A Court of Queen’s Bench judge in Saskatchewan has ruled that non-Catholic students may not attend Catholic schools in the province, as of June 30, 2018.
Court of Queen’s Bench Justice Donald Layh stated that “provincial government funding of non-minority faith students attending schools is a violation of the state’s duty of religious neutrality,” under the Charter of Rights and Freedoms.
He also stated “provincial government funding of non-minority faith students attending separate schools is a violation of equality rights,” under the Charter.
Therefore, children who are not Catholic will have to attend public schools, barring an appeal of the decision.
“Having found that funding of non-minority faith students violates ss. 2(a) and 15(1) of the Charter and cannot be justified under s. 1, I declare, pursuant to s. 52 of the Constitution Act, 1982, that those provisions of The Education Act, 1995 and The Education Funding Regulations, to the extent that the Government of Saskatchewan has provided funding grants to separate schools respecting students not of the minority faith, are of no force and effect,” Layh said.
The decision was the result of a lawsuit between the Good Spirit School Division (GSSD) and the Christ the Teacher Catholic Separate School Division. (CTTS)
The case challenged the creation of a separate school division in Theodore, Sask., in 2003, northwest of Yorkton, Sask.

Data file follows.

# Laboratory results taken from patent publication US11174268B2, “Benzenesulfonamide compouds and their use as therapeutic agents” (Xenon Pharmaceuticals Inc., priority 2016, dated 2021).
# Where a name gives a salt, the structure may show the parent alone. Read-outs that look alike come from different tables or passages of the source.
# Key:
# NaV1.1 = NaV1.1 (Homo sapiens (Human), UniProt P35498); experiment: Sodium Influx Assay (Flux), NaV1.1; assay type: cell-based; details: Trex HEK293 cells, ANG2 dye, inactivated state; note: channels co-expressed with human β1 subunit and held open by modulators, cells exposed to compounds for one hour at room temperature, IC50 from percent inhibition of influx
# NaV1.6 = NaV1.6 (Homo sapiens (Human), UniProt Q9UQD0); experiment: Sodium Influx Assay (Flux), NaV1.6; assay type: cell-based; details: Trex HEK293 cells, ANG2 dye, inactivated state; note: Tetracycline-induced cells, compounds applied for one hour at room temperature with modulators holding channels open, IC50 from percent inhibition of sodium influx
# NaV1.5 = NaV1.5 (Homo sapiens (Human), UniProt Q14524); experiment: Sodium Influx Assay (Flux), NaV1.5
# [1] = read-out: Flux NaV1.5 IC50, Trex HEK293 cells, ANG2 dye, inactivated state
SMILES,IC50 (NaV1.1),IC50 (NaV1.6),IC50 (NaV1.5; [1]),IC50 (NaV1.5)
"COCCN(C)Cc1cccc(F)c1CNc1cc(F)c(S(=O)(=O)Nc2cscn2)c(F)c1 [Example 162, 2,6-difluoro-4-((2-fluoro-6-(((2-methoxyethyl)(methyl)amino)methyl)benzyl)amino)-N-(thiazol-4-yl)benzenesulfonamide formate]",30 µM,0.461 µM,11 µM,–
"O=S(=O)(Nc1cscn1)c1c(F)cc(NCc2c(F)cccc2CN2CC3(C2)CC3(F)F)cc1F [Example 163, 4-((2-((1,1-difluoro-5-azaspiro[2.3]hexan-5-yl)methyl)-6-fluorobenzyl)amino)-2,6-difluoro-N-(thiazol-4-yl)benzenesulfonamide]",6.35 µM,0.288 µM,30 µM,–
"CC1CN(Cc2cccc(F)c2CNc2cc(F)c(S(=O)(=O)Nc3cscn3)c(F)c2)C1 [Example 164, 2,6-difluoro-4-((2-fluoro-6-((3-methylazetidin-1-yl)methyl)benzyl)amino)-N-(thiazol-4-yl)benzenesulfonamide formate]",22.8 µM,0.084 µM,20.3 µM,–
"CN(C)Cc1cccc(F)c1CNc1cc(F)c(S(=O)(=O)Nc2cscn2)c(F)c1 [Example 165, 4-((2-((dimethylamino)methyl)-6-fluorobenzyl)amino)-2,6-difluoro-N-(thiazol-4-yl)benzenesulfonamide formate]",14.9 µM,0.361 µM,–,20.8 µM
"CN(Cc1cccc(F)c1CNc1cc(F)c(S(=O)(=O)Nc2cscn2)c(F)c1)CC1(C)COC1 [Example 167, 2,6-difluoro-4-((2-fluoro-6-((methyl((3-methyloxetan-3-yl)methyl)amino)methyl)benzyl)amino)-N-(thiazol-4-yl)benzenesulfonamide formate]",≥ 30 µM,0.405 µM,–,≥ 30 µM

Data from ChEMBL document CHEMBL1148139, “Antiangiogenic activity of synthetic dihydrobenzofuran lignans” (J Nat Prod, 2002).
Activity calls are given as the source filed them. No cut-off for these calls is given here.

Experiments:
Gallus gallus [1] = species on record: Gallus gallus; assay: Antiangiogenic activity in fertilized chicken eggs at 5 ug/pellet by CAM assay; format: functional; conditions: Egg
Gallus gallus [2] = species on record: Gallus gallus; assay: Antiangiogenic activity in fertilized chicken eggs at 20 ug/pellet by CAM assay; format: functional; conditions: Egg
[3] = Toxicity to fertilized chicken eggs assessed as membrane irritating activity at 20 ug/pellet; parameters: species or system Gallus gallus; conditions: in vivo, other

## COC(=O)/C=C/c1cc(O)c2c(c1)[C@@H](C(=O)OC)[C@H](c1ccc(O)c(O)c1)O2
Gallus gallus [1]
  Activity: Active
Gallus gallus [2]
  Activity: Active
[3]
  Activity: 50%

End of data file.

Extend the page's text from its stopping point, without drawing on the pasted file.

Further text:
Prior to the closure of a public school in the village, Roman Catholic electors in the Theodore district created the Theodore Roman Catholic Separate School Division. The division later amalgamated into CTTS.
Some parents of non-Catholic students in Theodore opted to send their children to the local school instead of being bussed to the public school in Springside, Sask.
In 2005, the York School Division, now the Good Spirit School Division (GSSD), filed a legal complaint against CTTS and the provincial government.
GSSD alleged that it was unconstitutional for CTTS to receive separate school funding as the separate division was operating a public school. Their argument was per-student grants paid to a Catholic school division for non-Catholic students is discriminatory against public schools under the Charter of Rights and Freedoms.
They alleged that the creation of the new school division after the closure of Theodore Public School did not meet the criteria of being a separate school, which would serve Catholics in the region.
They also said the division was created to prevent the public school from closing, and the students to be bussed to a new town.
“A public school system exists to nurture kids in the understanding that they live and will live together, regardless of race, religion, economic circumstances, intellect and many other differences. Public school education can and does teach about religion and spirituality. It takes care, however, to recognize that faith is personal to each person, and that it would be wrong for the institutions of the State to bring their weight to bear in promoting one faith over another,” Public Schools of Saskatchewan said in an open letter in 2015.
CTTS argued that the non-Catholic parents have an individual right to their own education decisions and the public division could not invoke the constitution, which deals with individual freedoms.
“Catholic school divisions believe we have the right to decide to admit non-Catholic students and to determine the extent to which their admission allows us to maintain a truly authentic faith-based Catholic school system. Our faith is a journey that includes inquiry of non-Catholics and growth of existing members. This requires inclusion and a welcoming spirit,” the Saskatchewan Catholic School Boards Association said in a letter on its website.